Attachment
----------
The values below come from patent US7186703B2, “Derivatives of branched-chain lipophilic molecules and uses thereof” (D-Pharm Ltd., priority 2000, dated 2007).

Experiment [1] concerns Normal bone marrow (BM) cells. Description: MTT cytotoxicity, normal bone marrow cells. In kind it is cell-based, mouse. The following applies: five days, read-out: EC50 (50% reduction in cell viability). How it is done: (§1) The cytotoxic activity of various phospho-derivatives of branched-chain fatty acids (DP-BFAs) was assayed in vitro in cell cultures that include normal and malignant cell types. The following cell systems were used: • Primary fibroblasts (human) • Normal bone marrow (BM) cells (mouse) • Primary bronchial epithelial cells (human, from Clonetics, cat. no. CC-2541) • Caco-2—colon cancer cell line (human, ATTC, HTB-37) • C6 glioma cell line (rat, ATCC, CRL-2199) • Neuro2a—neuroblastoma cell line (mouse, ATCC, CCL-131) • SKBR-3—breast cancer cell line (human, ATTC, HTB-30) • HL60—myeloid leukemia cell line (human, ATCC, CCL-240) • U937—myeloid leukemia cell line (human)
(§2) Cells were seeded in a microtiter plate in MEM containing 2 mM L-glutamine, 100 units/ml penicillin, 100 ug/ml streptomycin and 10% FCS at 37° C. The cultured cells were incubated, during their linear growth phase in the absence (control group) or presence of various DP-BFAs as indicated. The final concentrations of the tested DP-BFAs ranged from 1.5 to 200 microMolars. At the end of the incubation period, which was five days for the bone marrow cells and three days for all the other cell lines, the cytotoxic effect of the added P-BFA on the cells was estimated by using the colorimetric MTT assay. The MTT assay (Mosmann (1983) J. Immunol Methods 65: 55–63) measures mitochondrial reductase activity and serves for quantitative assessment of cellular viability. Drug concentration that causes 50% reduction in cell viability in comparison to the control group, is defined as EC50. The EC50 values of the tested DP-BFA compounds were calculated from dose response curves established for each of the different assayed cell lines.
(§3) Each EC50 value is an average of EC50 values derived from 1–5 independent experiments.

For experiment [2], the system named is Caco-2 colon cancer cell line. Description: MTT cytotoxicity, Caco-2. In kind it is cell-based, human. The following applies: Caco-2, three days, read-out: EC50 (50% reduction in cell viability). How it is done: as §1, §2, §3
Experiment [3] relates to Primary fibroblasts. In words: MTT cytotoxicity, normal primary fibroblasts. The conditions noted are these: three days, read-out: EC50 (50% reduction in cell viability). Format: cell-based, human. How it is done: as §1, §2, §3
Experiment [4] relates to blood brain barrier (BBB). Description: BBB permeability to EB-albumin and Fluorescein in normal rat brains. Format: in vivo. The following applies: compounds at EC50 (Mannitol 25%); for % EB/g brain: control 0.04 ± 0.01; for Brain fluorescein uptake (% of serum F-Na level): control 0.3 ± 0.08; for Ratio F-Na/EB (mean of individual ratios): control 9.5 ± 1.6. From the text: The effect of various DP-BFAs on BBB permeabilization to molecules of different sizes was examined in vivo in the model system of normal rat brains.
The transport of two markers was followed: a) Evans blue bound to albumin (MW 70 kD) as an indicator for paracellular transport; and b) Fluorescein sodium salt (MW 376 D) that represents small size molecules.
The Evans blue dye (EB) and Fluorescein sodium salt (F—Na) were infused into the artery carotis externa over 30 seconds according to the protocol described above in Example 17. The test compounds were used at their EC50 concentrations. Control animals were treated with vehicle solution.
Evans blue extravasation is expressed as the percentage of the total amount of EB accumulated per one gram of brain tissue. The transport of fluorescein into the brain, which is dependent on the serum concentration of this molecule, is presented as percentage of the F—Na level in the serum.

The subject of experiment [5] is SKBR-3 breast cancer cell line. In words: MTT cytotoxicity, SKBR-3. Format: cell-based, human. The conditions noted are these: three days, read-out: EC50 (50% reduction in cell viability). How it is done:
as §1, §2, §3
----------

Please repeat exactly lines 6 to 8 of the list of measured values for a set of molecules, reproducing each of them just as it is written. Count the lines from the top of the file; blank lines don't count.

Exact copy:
Experiment [3] relates to Primary fibroblasts. In words: MTT cytotoxicity, normal primary fibroblasts. The conditions noted are these: three days, read-out: EC50 (50% reduction in cell viability). Format: cell-based, human. How it is done: as §1, §2, §3
Experiment [4] relates to blood brain barrier (BBB). Description: BBB permeability to EB-albumin and Fluorescein in normal rat brains. Format: in vivo. The following applies: compounds at EC50 (Mannitol 25%); for % EB/g brain: control 0.04 ± 0.01; for Brain fluorescein uptake (% of serum F-Na level): control 0.3 ± 0.08; for Ratio F-Na/EB (mean of individual ratios): control 9.5 ± 1.6. From the text: The effect of various DP-BFAs on BBB permeabilization to molecules of different sizes was examined in vivo in the model system of normal rat brains.
The transport of two markers was followed: a) Evans blue bound to albumin (MW 70 kD) as an indicator for paracellular transport; and b) Fluorescein sodium salt (MW 376 D) that represents small size molecules.